Ah. Remember when Jude Law used to be a really interesting actor? Remind yourself of those bygone days and that squandered promise with Vincent Cassel's gloriously live-wire performance in Cronenberg's new one, Eastern Promises. He's charismatic and unlikable and almost offensively gorgeous in a completely skeeved out kind of way. Plus, I'm always a sucker for the hot-and-cold interplay he has going on as an actor with Viggo Mortensen (sex on wheels, and don't let anyone tell you otherwise). The more subdued and stoic and minimal Mortensen gets, the more dangerously high Cassel lets his flame rise, pacing like a rabid hyena, skidding out of control like a gorgeous European sportscar on an icy road in the middle of the night. He does spoiled and bratty and wrathful with a Russian accent just as well as he did it with one arm tied behind his back. Inspired casting. Mega bonus round extra credit points for all those awesomely homoerotic embraces. I didn't love the film as much as I did A History of Violence--though maybe it will grow on me with time--but, regardless, Cronenberg is maturing with such ease as a filmmaker that it's a delight simply to sit there and allow yourself to be taken where he wants you to go. There's an ever-so-slight archness in the tone of the performances that I'm not sure what to make of yet. It's not quite humor and it's not quite camp; "winking" is definitely not right, and even "aware" is wrong. It doesn't even seem pronounced enough to serve as some sort of commentary on the gangster movie genre. I think the closest it gets is to the deliberateness of a song, which would work well in the world of this movie where the violence and florid emotions swirling around stereotypical ideas of Russian masculinity and familial honor seem only matched by the power of music and food and other day-to-day rituals and ceremonies to unite an immigrant community almost irrationally sentimental for a mostly brutal homeland. Also, I'm totally done with Naomi Watts these days.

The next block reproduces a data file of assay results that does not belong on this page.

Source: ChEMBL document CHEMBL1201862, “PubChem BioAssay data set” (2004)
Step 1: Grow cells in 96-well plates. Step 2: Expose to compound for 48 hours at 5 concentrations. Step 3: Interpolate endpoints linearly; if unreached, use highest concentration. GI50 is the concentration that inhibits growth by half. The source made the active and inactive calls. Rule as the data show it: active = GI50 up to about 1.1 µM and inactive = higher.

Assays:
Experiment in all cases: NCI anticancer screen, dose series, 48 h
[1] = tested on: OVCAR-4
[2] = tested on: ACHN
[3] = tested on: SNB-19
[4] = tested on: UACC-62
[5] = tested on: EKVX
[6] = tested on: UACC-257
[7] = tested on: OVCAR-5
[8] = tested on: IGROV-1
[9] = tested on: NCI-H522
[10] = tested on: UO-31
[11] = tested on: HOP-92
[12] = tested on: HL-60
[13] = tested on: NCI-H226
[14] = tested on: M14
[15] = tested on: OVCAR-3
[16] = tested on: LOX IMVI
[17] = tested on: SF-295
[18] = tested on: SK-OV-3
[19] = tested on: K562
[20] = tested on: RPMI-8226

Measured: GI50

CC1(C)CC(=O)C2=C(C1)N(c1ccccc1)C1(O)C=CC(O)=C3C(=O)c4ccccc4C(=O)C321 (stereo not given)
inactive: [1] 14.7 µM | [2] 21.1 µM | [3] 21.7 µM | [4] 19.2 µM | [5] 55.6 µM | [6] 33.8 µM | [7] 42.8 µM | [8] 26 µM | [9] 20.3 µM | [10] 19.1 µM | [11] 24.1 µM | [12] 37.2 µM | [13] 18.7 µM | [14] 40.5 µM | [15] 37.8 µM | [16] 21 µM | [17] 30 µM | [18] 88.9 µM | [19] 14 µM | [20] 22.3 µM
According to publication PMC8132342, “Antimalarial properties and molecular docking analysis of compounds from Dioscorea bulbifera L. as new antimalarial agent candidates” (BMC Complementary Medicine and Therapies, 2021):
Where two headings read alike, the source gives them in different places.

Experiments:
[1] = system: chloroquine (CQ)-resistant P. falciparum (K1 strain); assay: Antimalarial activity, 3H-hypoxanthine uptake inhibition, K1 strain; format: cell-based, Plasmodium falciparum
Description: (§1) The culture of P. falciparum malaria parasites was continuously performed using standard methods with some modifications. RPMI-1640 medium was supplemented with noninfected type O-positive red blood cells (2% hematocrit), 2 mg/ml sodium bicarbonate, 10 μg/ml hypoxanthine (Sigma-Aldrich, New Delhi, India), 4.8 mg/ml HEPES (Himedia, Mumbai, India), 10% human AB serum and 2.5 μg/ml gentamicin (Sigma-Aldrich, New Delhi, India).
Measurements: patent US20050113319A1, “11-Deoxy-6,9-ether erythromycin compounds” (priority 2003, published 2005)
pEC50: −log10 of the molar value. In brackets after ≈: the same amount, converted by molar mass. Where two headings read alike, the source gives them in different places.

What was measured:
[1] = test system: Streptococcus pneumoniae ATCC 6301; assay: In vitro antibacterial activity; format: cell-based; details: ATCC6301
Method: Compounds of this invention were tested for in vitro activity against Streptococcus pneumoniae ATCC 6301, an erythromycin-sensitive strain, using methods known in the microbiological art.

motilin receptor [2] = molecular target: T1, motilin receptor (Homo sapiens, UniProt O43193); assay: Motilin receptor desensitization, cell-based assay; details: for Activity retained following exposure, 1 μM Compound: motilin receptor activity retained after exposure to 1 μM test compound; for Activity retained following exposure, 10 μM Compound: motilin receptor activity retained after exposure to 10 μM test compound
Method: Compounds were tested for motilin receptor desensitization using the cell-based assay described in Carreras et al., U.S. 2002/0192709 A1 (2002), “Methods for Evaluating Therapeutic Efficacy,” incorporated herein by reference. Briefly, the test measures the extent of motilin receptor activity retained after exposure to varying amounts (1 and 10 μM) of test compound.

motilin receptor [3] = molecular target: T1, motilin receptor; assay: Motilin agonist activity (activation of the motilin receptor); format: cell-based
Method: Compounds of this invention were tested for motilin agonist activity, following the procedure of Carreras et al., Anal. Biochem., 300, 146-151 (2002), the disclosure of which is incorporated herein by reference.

Michael Haneke is apparently remaking his own film Funny Games in English with Tim Roth, Naomi Watts, and Michael Pitt. Filmies, is there any word on the street yet if this is going to be awesome or unfortunate? The trailer made me roll my eyes until I saw Haneke's name attached to it. I'm cautiously curious.
Pitchfork Gives Music 6.8
"I have been listening to [Elvis Costello's] Trust over and over for two days. Why did people continue making albums after this was released? Emotionally, I get it, but really." --S/FJ
Work pal MS and I have decided that, based on the fact that we could do nothing but barf rainbows for hours after seeing this picture, the phrase "monkey hug" is now an appropriate and perfectly acceptable thing to say to people. Try it, for instance, when signing off an e-mail. I believe you'll find it a quite satisfactory substitute for "thank you" or "cheers."